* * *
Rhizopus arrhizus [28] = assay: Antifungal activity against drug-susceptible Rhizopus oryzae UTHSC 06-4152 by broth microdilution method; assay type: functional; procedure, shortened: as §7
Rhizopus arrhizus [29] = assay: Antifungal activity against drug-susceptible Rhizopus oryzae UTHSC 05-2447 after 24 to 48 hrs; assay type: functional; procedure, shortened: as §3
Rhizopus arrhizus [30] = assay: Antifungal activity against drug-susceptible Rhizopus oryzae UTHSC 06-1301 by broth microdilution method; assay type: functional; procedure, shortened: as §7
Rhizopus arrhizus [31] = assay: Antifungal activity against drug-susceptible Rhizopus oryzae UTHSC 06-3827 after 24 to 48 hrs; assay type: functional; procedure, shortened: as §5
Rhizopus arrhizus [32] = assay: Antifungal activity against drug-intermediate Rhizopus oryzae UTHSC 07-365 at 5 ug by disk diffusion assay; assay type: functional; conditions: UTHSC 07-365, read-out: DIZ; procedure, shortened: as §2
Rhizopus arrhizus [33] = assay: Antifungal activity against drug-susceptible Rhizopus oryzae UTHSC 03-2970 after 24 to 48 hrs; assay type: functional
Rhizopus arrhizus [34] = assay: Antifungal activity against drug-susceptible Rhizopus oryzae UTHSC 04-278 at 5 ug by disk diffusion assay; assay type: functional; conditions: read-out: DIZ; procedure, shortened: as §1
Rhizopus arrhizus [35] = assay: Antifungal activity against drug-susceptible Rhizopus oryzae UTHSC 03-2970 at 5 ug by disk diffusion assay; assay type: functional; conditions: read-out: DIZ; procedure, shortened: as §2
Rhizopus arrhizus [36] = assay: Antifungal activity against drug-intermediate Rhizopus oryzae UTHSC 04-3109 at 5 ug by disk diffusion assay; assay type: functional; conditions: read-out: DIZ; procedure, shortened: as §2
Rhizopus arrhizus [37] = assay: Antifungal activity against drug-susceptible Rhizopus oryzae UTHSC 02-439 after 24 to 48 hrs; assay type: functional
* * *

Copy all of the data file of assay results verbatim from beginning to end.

Rhizopus arrhizus [28] = assay: Antifungal activity against drug-susceptible Rhizopus oryzae UTHSC 06-4152 by broth microdilution method; assay type: functional; procedure, shortened: as §7
Rhizopus arrhizus [29] = assay: Antifungal activity against drug-susceptible Rhizopus oryzae UTHSC 05-2447 after 24 to 48 hrs; assay type: functional; procedure, shortened: as §3
Rhizopus arrhizus [30] = assay: Antifungal activity against drug-susceptible Rhizopus oryzae UTHSC 06-1301 by broth microdilution method; assay type: functional; procedure, shortened: as §7
Rhizopus arrhizus [31] = assay: Antifungal activity against drug-susceptible Rhizopus oryzae UTHSC 06-3827 after 24 to 48 hrs; assay type: functional; procedure, shortened: as §5
Rhizopus arrhizus [32] = assay: Antifungal activity against drug-intermediate Rhizopus oryzae UTHSC 07-365 at 5 ug by disk diffusion assay; assay type: functional; conditions: UTHSC 07-365, read-out: DIZ; procedure, shortened: as §2
Rhizopus arrhizus [33] = assay: Antifungal activity against drug-susceptible Rhizopus oryzae UTHSC 03-2970 after 24 to 48 hrs; assay type: functional
Rhizopus arrhizus [34] = assay: Antifungal activity against drug-susceptible Rhizopus oryzae UTHSC 04-278 at 5 ug by disk diffusion assay; assay type: functional; conditions: read-out: DIZ; procedure, shortened: as §1
Rhizopus arrhizus [35] = assay: Antifungal activity against drug-susceptible Rhizopus oryzae UTHSC 03-2970 at 5 ug by disk diffusion assay; assay type: functional; conditions: read-out: DIZ; procedure, shortened: as §2
Rhizopus arrhizus [36] = assay: Antifungal activity against drug-intermediate Rhizopus oryzae UTHSC 04-3109 at 5 ug by disk diffusion assay; assay type: functional; conditions: read-out: DIZ; procedure, shortened: as §2
Rhizopus arrhizus [37] = assay: Antifungal activity against drug-susceptible Rhizopus oryzae UTHSC 02-439 after 24 to 48 hrs; assay type: functional